Trichotillomania – also known as Dermatillomania – is a behavioral pattern where an individual is obsessed with pulling out his own hair. Trichotillomania can manifest in various forms like being compulsive (e.g. constantly pulling out one’s hair), occasionally due to stress/anxiety or chronically (e.g. resulting from a chronic medical condition or brain chemical imbalance).
On the other hand, Dermatillomania is basically the same behavioral pattern, but applies to the psychological/behavioral aspect. In fact, the term “dermatillomania” is based on the fact that many people who suffer from this kind of disorder tend to pick at themselves (e.g. pulling out one’s own skin), which results in severe itching, burning sensations as well as some other types of physical symptoms. These include but are not limited to, irritation of the skin, bleeding, crusting of the skin, etc. The list goes on…
In the past, trichotillomania was usually treated by antipsychotic (antipsychotic), serotonin replacement therapy (HRT), antidepressants or OCD (Obsessive Compulsive Disorder) medications. This type of treatment seemed to be effective in the short-term, but then the patient would experience rebound effects (or rebounders) and eventually find that all the medications they were taking were having a negative effect on them, thereby aggravating their condition even more. Some even began to form a dependence on the medications. In recent years, newer types of treatments have surfaced that show much better results than those traditional methods, such as those used in the past. But, are these new treatments, therapies and medications effective for trichotillomania and dermatillomania?
One type of treatment, behavioral therapy, has proven to be extremely effective in the treatment of trichotillomania and dermatillomania, and has been used for decades. This type of therapy makes use of methods such as conditioning, stimulus control and learned response in order to alter the way a person behaves. This means that once a person learns how to respond to stimuli in a certain way, such as being unable to behave around females with ocd and trichotillomania, then the person will no longer feel as compelled to pick at themselves or other people, thus no more skin picking or hair pulling. In fact, if these patients went through an entire behavioral therapy program, they would be completely cured of trichotillomania and dermatillomania.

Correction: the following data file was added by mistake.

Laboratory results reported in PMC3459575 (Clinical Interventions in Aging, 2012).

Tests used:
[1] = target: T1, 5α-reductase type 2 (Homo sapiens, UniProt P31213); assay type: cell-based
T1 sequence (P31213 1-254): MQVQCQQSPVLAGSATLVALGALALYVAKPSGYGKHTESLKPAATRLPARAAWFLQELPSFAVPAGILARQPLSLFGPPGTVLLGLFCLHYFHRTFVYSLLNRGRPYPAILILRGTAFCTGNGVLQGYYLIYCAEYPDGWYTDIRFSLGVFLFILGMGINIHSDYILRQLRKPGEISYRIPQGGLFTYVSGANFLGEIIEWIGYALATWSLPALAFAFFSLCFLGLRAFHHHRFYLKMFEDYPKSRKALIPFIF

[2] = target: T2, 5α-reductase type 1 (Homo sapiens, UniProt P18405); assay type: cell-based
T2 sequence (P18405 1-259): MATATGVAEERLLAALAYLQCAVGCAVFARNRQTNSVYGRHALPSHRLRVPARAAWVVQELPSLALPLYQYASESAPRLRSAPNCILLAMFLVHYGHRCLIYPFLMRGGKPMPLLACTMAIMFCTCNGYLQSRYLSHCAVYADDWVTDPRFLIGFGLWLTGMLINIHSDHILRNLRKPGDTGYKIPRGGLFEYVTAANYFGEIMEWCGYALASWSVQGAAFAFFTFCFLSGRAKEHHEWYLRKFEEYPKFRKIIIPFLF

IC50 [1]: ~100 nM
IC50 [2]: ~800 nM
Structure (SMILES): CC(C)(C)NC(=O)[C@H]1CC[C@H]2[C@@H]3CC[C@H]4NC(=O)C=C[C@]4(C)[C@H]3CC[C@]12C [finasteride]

Another very effective method of treating trichotillomania and dermatillomania, which is used alongside behavioral therapy, is called “behavioral substitution”. Basically, this method uses the patient’s own fear of the symptoms of trichotillomania and dermatillomania in order to treat them. With this method, patients are taught how to treat their symptoms naturally and without using drugs or strong chemicals. Instead, the patient learns to replace the negative behavior with a more healthy, positive one such as relaxation and meditation. This is done both in the short-term (in the case of drug therapy) and long-term (in the case of behavioral therapy).
Of course, medication is also available to treat this condition. The most common medications prescribed for this condition are antidepressants (for anxiety), tricyclics (for constipation), antipsychotic (for anxiety and insomnia), and clomipramine (for obsessive-compulsive disorders). There are also other medications available, but these are the most commonly prescribed ones. However, many people are choosing to use all-natural remedies instead of these types of medications. In fact, many people believe that these natural remedies are even more effective in treating trichotillomania and dermatillomania than these typical medications.
In addition, a great deal of research has been conducted on this condition. There have been many studies performed to find out what causes trichotillomania and dermatillomania, what causes these urges to pick at your skin, and what treatments would be most effective in curing these conditions. In addition, there are also a variety of programs and therapies that are available to those who suffer from this condition. No matter what your particular medical condition may be, it’s important that you work closely with your doctor in order to determine the best course of action for your particular situation.
While many experts believe that trichotillomania and dermatillomania can be successfully treated with medication, it’s very important that you discuss all of your options with your doctor before making any decisions. Your medical history should be thoroughly investigated as well as your personal life. It’s common for people with these conditions to develop some sort of compulsion when it comes to picking at their skin. While it’s not considered a serious medical condition, some cases have resulted in scars, infections, or even suicide attempts. So make sure that you carefully consider all of the options before you make any decisions.